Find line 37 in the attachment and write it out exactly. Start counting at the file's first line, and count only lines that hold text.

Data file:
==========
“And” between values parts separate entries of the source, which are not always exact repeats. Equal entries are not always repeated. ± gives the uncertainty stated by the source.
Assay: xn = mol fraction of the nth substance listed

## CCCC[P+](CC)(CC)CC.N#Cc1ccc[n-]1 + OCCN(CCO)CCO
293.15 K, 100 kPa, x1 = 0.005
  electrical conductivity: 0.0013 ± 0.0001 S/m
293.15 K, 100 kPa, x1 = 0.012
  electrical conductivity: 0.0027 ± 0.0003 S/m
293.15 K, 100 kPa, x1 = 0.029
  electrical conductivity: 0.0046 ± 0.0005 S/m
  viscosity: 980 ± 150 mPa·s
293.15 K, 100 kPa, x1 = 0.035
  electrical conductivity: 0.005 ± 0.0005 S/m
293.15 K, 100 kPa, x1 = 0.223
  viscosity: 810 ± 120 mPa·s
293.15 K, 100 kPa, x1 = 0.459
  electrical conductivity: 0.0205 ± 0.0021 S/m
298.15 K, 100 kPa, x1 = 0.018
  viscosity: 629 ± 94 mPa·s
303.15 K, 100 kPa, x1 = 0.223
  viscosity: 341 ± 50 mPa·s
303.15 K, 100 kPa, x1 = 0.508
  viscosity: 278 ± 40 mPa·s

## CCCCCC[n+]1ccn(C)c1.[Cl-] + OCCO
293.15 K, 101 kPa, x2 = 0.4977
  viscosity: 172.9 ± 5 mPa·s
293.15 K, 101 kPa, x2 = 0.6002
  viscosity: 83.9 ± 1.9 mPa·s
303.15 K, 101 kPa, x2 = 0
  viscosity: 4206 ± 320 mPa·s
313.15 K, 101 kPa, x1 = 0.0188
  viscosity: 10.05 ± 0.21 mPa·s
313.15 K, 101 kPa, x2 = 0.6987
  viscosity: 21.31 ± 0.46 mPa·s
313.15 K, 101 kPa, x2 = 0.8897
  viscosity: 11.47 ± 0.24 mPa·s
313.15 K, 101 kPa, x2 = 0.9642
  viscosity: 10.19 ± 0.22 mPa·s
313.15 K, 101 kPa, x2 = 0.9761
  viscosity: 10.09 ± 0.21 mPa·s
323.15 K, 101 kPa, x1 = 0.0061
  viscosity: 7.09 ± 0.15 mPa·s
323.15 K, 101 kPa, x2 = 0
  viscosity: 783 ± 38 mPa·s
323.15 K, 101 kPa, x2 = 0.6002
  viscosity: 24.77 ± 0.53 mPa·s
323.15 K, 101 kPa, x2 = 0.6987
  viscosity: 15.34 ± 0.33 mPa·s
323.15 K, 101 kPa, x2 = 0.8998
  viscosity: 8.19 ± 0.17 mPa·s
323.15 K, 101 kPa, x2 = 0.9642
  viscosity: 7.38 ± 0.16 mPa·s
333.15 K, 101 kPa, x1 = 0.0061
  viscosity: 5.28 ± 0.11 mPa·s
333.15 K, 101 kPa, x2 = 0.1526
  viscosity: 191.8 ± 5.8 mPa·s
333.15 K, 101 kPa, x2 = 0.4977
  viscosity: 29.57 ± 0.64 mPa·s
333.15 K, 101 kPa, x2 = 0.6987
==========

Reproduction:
  viscosity: 10.19 ± 0.22 mPa·s